Chairman Visclosky Statement at Hearing on FY 2021 U.S. Navy and Marine Corps Budget Requests

2020-03-04 11:00

Congressman Pete Visclosky (IN-01), Chair of the Defense Appropriations Subcommittee, delivered the following remarks at the Subcommittee's hearing on the Fiscal Year 2021 budget requests for the U.S. Navy and Marine Corps:

The Subcommittee on Defense will come to order.

This morning the Committee will receive testimony on the fiscal year 2021 budget request for the United States Navy and Marine Corps. 

Our three witnesses today are the Honorable Thomas Modly, Acting Secretary of the Navy; Admiral Michael Gilday, Chief of Naval Operations; and General David Berger, Commandant of the Marine Corps.  This is your first time before the Subcommittee and we welcome you.  We look forward to hearing your thoughts about the fiscal year 2021 budget request and engaging in a dialog with us.        

Normally, I like to keep my opening remarks brief at these hearings; however, I have some significant concerns with the Department of the Navy and ask my colleagues’ indulgence. 

The bulk of my remarks will focus on the fleet; however, I would like to begin by highlighting my concerns about the well-being and quality of life for Sailors, Marines, and their families.  Of particular interest to me is childcare.  Whether it is Key West, San Diego, Camp Pendleton, or right here in the National Capital Region, we continually hear from Sailors and Marines about the lack of available childcare.  The Committee made a significant investment in fiscal year 2020 to mitigate this issue and I applaud the Navy building upon that investment in the FY 2021 request.    

Moving on to address the fleet - although the Committee has not yet received the fiscal year 2021 shipbuilding plan, we are aware that the Secretary of Defense continues to call for a 355-ship fleet by 2030, echoing the fleet size outlined in last year’s 30-year shipbuilding plan.  It is my understanding that the Navy currently has 294 ships in its inventory and plans to have 297 by the end of fiscal year 2020 and 306 by the end of fiscal year 2021.  I realize that building ships is a time consuming process, and once cannot gauge a shipbuilding plan in isolation.  However, I am genuinely puzzled by the degree the fiscal year 2021 budget request deviates from the previous shipbuilding plan.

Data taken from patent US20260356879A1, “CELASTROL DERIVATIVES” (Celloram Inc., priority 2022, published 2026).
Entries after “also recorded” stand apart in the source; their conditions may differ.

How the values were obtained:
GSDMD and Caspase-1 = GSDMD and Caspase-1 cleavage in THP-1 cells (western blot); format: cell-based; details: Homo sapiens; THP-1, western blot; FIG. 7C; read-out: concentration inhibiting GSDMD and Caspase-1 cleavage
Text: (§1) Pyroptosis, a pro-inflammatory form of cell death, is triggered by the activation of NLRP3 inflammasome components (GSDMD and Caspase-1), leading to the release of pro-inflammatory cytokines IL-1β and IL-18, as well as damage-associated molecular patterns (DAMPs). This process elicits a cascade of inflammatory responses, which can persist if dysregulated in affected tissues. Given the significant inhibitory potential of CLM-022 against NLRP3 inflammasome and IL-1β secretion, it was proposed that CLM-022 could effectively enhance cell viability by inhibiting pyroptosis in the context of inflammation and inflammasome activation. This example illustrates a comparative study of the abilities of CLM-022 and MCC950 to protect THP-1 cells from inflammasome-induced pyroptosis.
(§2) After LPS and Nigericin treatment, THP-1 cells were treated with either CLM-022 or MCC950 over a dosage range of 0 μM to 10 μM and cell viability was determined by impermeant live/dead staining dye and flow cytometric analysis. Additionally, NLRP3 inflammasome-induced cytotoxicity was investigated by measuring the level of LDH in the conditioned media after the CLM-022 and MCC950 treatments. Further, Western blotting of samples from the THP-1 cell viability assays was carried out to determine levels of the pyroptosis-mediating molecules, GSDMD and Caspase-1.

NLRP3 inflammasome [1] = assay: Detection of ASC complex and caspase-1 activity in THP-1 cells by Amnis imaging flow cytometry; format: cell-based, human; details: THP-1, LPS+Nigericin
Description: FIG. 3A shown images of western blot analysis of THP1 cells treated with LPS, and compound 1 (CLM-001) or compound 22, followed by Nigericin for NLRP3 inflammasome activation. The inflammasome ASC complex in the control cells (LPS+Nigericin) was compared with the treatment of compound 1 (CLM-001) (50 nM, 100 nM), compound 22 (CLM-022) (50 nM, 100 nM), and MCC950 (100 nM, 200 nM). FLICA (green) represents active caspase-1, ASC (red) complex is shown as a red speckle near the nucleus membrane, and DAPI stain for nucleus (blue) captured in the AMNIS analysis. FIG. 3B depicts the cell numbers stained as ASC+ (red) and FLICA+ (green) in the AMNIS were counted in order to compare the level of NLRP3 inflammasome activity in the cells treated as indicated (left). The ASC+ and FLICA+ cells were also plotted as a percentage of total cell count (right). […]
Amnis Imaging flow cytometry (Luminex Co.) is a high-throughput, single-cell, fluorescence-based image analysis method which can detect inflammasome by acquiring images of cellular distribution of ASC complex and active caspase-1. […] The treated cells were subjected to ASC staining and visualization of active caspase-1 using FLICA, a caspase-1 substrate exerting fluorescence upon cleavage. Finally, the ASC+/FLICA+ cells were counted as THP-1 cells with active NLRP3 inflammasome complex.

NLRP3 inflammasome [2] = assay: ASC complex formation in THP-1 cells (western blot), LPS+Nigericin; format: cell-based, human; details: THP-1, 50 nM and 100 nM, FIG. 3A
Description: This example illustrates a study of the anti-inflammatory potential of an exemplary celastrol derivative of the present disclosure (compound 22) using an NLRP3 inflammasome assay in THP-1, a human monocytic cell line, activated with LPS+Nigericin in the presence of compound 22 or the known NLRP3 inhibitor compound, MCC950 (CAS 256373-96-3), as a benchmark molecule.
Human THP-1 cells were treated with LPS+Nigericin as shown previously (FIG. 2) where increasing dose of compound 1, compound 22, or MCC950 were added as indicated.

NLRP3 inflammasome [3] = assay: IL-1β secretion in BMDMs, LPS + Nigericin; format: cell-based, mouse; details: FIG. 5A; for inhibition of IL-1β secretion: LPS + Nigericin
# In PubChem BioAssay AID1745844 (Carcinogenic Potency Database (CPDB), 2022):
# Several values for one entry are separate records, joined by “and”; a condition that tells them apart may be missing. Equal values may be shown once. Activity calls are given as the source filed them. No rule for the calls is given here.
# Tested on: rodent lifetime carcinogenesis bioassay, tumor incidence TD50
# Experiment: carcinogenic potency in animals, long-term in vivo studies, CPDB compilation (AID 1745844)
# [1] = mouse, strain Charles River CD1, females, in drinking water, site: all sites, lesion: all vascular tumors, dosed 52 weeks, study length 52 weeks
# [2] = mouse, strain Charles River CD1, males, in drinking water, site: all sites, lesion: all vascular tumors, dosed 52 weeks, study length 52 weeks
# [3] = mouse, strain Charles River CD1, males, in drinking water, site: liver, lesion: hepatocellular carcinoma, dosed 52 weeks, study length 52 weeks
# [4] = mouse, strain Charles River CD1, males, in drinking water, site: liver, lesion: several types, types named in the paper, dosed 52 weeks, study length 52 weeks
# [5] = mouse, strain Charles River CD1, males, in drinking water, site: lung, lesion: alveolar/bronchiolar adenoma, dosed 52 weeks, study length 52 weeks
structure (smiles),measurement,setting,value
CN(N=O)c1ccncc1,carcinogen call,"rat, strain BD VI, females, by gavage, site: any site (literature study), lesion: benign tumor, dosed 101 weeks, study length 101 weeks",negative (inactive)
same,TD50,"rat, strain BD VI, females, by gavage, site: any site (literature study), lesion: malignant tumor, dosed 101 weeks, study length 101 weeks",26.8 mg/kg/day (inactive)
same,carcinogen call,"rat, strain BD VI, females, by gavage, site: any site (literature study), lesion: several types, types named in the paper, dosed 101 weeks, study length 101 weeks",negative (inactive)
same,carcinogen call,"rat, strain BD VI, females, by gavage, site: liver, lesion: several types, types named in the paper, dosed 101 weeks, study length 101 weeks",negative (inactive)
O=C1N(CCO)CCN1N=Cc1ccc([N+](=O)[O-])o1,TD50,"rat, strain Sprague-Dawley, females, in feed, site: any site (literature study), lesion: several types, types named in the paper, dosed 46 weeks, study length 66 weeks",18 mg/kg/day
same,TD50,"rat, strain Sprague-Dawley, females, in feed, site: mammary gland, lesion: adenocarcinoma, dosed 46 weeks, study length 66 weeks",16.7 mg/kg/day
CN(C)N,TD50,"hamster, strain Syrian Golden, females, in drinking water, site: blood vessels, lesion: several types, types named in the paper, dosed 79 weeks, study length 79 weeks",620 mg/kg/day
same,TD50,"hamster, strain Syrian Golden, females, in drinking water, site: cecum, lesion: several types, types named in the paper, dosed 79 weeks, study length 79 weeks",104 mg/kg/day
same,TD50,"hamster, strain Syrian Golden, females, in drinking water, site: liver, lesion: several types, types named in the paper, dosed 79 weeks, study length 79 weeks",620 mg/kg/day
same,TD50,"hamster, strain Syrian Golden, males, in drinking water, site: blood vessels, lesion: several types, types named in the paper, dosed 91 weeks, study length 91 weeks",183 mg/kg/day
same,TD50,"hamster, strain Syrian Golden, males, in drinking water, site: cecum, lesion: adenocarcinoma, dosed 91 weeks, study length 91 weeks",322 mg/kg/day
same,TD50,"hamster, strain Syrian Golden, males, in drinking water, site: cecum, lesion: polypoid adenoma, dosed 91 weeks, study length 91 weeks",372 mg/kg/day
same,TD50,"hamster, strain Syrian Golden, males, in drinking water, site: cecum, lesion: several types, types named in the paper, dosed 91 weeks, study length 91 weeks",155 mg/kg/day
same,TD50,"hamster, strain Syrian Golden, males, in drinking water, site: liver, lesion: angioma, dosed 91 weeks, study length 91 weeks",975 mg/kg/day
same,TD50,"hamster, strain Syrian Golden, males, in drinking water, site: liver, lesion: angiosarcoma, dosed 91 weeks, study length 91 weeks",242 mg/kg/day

Beyond that contradiction, what is even more disturbing to me, is the fact that the Department of Defense chose to transfer $911 million of fiscal year 2020 shipbuilding funds to support the President’s misguided effort at the southwest border.  We hear time and again that more ships are required but then actions like these are taken, severely undercutting the credibility of that argument.  Needless to say, these wall reprogrammings have completely broken the trust between the Department and the Committee.  

Furthermore, I am bewildered by the Navy’s approach to the Virginia class submarine program in this budget.  Late in the budget development process, the Navy removed funding for a second Virginia class submarine; then placed that sub at the top of its massive unfunded priority list, knowing full well that Members of Congress on both sides of the aisle will advocate to find the $2.8 billion needed to construct that boat.  It is clear to me that the Navy didn’t make the difficult choices required to reduce other programmatic funding to fund the second submarine and is expecting Congress to do so for them. 

I am also interested to hear an update on ship and submarine maintenance issues.  Shipyard backlogs remain high and the shipbuilding industrial base is facing production delays and capacity challenges.  Last year we included an additional $625 million for submarine maintenance – again I would ask how you are building upon that investment.

Finally, I remain concerned that the Navy may still be accepting ships with both minor and major defects which require additional costs and unscheduled maintenance.  We have seen the multitude of issues with the Zumwalt class of destroyers, Littoral Combat Ships, and the lead-Ford class aircraft carrier.  It is inexcusable if shipbuilders are delivering ships with defects.  We need to understand what steps are being taken to improve this situation and what we can do to assist you.

With that, I thank you again for appearing before the Committee today to discuss these important issues.  We will ask you to present your summarized statement in a moment, but first I want to recognize the distinguished ranking member, Mr. Calvert, for his opening comments.

116th Congress